easyJet adds four non-EU routes from Stansted; now serves 28 destinations; same size as London Luton base
When easyJet acquired Go (the independent low-cost airline which had, prior to a venture capital aided management buy out, been part of British Airways) in May 2002, it acquired three new bases; at Bristol, East Midlands and London Stansted. Of these, London Stansted was by far the biggest. However, the Stansted base was, and still is, home to arch-rival Ryanair’s biggest base. While easyJet’s pan-European network has grown considerably since the summer of 2003, its London Stansted base has remained relatively unchanged in terms of flights. This summer, the airline will operate around 50 daily departures from London’s third busiest airport, about the same as last summer, but down from the peak in summer 2007 when there were over 60 daily flights.
What is clear is how the airline has cut back the number of daily flights operated in winter while keeping the number of destinations served relatively unchanged.
Four new routes this week to non-EU destinations
In easyJet’s biggest development at the airport for several years, this week saw the launch of four new routes; two to Croatia (Dubrovnik and Split) and two to Turkey (Bodrum and Dalaman). This follows the introduction at the start of the summer season of daily flights to Cagliari, bringing the number of destinations served by the airline from Stansted to a new record of 28.
|Year||Routes added||Routes dropped|
|2004||Almeria (LEI), Basel (BSL), Ljubljana (LJU), Tallinn (TLL), Valencia (VLC)||Milan Linate (LIN), Rome Ciampino (CIA), Venice (VCE)|
|2005||Asturias (OVD), Geneva (GVA), Grenoble (2005)||Bologna (BLQ), Grenoble (GNB)|
|2008||Almeria (LEI), Basel (BSL), Valencia (VLC)|
|2010||Bodrum (BJV), Cagliari (CAG), Dalaman (DLM), Dubrovnik (DBV), Split (SPU)|
|Source: anna.aero LCC route history database|
Since the summer of 2003, a total of 16 new routes have been started, while eight have been dropped (some moved to other airports), leaving a net gain of eight. However, since Geneva is currently only served in winter, the net gain in routes between summer 2003 and summer 2010 is seven.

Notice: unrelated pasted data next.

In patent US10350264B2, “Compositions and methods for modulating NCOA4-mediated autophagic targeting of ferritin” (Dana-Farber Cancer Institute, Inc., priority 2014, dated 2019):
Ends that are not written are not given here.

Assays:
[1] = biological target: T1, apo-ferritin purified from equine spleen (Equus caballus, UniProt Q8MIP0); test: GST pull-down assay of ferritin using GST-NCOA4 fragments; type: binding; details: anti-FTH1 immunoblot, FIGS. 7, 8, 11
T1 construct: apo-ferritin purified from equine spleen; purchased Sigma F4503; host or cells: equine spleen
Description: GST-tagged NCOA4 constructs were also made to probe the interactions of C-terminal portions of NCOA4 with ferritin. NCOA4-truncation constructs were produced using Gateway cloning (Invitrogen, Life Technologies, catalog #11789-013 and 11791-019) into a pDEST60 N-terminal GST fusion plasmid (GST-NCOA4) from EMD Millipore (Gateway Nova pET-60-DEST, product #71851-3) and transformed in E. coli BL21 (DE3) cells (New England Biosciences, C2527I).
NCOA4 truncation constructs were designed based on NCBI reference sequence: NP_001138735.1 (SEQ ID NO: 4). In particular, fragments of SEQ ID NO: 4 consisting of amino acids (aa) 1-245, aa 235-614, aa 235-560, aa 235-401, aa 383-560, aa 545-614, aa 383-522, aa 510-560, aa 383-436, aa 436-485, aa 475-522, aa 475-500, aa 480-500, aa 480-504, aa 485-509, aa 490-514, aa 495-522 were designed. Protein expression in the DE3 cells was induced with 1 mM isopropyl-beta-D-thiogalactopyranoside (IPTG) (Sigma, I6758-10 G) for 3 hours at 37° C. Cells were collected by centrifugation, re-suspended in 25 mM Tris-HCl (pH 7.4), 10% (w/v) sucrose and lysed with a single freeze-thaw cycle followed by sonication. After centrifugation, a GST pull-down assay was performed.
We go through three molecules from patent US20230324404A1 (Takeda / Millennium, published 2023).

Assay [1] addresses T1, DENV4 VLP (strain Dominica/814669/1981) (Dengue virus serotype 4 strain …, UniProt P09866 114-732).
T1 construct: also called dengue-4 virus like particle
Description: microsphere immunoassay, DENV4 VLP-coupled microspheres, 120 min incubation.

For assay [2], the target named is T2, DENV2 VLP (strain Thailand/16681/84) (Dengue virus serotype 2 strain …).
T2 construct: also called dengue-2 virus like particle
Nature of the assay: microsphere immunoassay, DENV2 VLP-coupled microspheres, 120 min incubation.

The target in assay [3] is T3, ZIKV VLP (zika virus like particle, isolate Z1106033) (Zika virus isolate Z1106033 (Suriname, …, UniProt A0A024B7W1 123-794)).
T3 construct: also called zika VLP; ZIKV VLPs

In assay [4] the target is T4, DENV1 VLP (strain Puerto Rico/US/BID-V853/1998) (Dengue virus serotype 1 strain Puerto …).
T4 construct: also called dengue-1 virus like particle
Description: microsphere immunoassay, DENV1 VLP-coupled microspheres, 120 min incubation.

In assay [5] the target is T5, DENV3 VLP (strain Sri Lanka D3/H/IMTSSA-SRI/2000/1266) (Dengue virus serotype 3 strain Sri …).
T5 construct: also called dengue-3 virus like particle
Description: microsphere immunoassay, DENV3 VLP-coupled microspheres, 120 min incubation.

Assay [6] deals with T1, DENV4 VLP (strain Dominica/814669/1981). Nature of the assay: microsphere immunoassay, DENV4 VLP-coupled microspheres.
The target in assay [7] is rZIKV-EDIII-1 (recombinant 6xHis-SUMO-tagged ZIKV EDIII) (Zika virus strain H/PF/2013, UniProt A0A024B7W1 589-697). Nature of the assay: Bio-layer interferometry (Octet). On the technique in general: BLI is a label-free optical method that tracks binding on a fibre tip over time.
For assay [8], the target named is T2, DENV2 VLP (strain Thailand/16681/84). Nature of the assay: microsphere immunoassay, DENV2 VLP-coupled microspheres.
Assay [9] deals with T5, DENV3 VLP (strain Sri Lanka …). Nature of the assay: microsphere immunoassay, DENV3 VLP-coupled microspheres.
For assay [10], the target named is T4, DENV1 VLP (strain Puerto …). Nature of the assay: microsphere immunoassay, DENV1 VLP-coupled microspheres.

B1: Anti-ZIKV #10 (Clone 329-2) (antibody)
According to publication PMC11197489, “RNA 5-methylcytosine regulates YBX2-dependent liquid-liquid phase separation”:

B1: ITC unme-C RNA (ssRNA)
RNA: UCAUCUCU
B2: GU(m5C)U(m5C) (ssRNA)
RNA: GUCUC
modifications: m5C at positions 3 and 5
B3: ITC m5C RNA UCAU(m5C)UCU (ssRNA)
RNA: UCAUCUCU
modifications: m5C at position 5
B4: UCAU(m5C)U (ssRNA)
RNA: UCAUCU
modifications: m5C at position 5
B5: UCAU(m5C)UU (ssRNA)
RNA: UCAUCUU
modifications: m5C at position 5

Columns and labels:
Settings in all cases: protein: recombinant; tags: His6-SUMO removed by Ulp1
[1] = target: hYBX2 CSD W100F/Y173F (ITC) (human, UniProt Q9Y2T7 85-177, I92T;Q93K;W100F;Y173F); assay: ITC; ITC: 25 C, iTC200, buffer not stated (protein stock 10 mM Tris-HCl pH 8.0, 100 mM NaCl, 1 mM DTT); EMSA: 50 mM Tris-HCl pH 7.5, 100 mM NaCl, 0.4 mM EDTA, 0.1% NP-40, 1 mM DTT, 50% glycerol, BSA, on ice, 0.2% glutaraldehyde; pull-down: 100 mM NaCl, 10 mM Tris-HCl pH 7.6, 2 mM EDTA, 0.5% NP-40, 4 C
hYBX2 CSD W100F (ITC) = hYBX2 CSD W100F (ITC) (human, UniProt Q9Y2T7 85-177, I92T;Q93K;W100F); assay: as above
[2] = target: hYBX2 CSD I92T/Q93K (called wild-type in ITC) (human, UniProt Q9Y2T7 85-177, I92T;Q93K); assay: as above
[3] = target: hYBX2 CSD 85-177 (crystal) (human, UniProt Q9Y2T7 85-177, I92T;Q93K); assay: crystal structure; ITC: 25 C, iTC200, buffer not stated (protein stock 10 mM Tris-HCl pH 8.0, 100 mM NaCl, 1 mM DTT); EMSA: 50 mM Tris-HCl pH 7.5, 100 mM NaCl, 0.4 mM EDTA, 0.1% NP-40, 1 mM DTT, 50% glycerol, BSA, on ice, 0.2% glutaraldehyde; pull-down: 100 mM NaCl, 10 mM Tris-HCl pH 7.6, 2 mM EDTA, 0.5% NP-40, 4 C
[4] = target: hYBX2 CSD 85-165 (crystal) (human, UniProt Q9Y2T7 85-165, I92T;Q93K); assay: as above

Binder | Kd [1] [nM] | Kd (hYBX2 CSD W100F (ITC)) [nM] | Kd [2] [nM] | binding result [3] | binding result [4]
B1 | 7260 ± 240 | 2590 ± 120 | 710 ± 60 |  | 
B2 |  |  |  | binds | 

|>21 per week||Belfast International (26), Glasgow (25), Edinburgh (23), Alicante (22), Malaga (21), Faro (21), Ibiza (21)|
|14-20 per week||Amsterdam (20), Copenhagen (20), Naples (19), Barcelona (14), Munich (14), Palma (14)|
|7-13 per week||Newcastle (12), Bilbao (11), Asturias (8), Cagliari (7), Ljubljana (7), Lyon (7), Nice (7)|
|5-6 per week||Prague (6), Funchal (5), Tallinn (5)|
|3-4 per week||Dalaman (4), Split (4), Bodrum (3), Dubrovnik (3)|
|2 per week||Fuerteventura (2)|
|Source: OAG Max Online for w/c 16 August 2010|
Domestic routes to Northern Ireland and Scotland have the highest frequency, although no route is served more than four times daily. In the past, Edinburgh was served as often as six times daily, while Belfast, Glasgow and even Newcastle were served up to five times per day. Direct competition on easyJet’s current Stansted network is provided by Ryanair on six routes; Alicante, Faro, Fuerteventura, Ibiza, Malaga and Palma. The airline’s new services to Turkey are also keenly contested with four competitors on the Bodrum route (Kibris Turkish Airlines, Pegasus, Thomas Cook and Thomson) and three on the Dalaman route.
London Gatwick base bigger than Luton and Stansted combined
A comparison of the number of weekly flights and destinations served by easyJet from its three London bases, between this coming August and last August reveals that Luton has lost flights, but not destinations, while Stansted has gained destinations at the same time as the number of flights has remained virtually unchanged. Meanwhile, Gatwick continues to grow both flights and destinations.
|Base||Weekly departures (August 2009)||Destinations (August 2009)||Weekly departures(August 2010)||Destinations (August 2010)|
|Source: OAG Max Online for w/c 3 August 2009 and w/c 16 August 2010|
Even combining the flights and number of destinations served from the two smaller London bases at Luton and Stansted, the figures fall well short of what easyJet is now achieving at London Gatwick, where it is now the biggest carrier, having overtaken British Airways some time ago.